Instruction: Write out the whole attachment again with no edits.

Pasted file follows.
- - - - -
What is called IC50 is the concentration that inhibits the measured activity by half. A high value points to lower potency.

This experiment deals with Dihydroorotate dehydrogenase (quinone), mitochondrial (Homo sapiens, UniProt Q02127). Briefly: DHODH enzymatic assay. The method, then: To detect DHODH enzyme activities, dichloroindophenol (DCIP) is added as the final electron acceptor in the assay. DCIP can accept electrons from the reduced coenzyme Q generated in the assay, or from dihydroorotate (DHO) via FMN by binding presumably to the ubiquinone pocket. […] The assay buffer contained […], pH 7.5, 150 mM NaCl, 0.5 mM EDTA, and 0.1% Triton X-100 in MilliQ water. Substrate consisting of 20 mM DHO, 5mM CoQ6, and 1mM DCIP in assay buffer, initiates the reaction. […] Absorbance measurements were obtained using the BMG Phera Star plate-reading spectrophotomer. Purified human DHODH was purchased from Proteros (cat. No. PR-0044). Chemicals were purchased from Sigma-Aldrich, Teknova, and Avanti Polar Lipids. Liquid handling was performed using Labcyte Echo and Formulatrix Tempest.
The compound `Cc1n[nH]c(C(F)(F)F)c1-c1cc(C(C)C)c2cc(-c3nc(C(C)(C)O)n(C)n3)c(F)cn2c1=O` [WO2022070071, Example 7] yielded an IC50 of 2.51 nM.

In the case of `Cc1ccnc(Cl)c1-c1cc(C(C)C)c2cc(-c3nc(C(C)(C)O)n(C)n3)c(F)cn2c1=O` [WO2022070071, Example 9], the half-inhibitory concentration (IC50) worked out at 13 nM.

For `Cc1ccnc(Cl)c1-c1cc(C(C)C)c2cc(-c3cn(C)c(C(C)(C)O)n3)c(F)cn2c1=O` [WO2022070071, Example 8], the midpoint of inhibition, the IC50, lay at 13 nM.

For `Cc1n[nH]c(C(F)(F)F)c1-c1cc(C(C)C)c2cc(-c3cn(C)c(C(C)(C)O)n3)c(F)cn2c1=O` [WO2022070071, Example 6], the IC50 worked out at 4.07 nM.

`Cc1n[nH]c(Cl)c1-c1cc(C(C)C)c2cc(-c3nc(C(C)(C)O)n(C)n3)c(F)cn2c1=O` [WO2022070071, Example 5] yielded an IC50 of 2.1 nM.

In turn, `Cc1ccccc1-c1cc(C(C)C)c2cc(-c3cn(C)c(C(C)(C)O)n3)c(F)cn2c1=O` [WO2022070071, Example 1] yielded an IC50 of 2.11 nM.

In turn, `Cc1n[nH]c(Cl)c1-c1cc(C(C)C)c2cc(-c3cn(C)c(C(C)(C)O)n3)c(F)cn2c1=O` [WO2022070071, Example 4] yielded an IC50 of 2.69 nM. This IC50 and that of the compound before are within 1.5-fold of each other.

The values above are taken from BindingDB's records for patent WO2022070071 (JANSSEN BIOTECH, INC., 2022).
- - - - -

What is called IC50 is the concentration that inhibits the measured activity by half. A high value points to lower potency.

This experiment deals with Dihydroorotate dehydrogenase (quinone), mitochondrial (Homo sapiens, UniProt Q02127). Briefly: DHODH enzymatic assay. The method, then: To detect DHODH enzyme activities, dichloroindophenol (DCIP) is added as the final electron acceptor in the assay. DCIP can accept electrons from the reduced coenzyme Q generated in the assay, or from dihydroorotate (DHO) via FMN by binding presumably to the ubiquinone pocket. […] The assay buffer contained […], pH 7.5, 150 mM NaCl, 0.5 mM EDTA, and 0.1% Triton X-100 in MilliQ water. Substrate consisting of 20 mM DHO, 5mM CoQ6, and 1mM DCIP in assay buffer, initiates the reaction. […] Absorbance measurements were obtained using the BMG Phera Star plate-reading spectrophotomer. Purified human DHODH was purchased from Proteros (cat. No. PR-0044). Chemicals were purchased from Sigma-Aldrich, Teknova, and Avanti Polar Lipids. Liquid handling was performed using Labcyte Echo and Formulatrix Tempest.
The compound `Cc1n[nH]c(C(F)(F)F)c1-c1cc(C(C)C)c2cc(-c3nc(C(C)(C)O)n(C)n3)c(F)cn2c1=O` [WO2022070071, Example 7] yielded an IC50 of 2.51 nM.

In the case of `Cc1ccnc(Cl)c1-c1cc(C(C)C)c2cc(-c3nc(C(C)(C)O)n(C)n3)c(F)cn2c1=O` [WO2022070071, Example 9], the half-inhibitory concentration (IC50) worked out at 13 nM.

For `Cc1ccnc(Cl)c1-c1cc(C(C)C)c2cc(-c3cn(C)c(C(C)(C)O)n3)c(F)cn2c1=O` [WO2022070071, Example 8], the midpoint of inhibition, the IC50, lay at 13 nM.

For `Cc1n[nH]c(C(F)(F)F)c1-c1cc(C(C)C)c2cc(-c3cn(C)c(C(C)(C)O)n3)c(F)cn2c1=O` [WO2022070071, Example 6], the IC50 worked out at 4.07 nM.

`Cc1n[nH]c(Cl)c1-c1cc(C(C)C)c2cc(-c3nc(C(C)(C)O)n(C)n3)c(F)cn2c1=O` [WO2022070071, Example 5] yielded an IC50 of 2.1 nM.

In turn, `Cc1ccccc1-c1cc(C(C)C)c2cc(-c3cn(C)c(C(C)(C)O)n3)c(F)cn2c1=O` [WO2022070071, Example 1] yielded an IC50 of 2.11 nM.

In turn, `Cc1n[nH]c(Cl)c1-c1cc(C(C)C)c2cc(-c3cn(C)c(C(C)(C)O)n3)c(F)cn2c1=O` [WO2022070071, Example 4] yielded an IC50 of 2.69 nM. This IC50 and that of the compound before are within 1.5-fold of each other.

The values above are taken from BindingDB's records for patent WO2022070071 (JANSSEN BIOTECH, INC., 2022).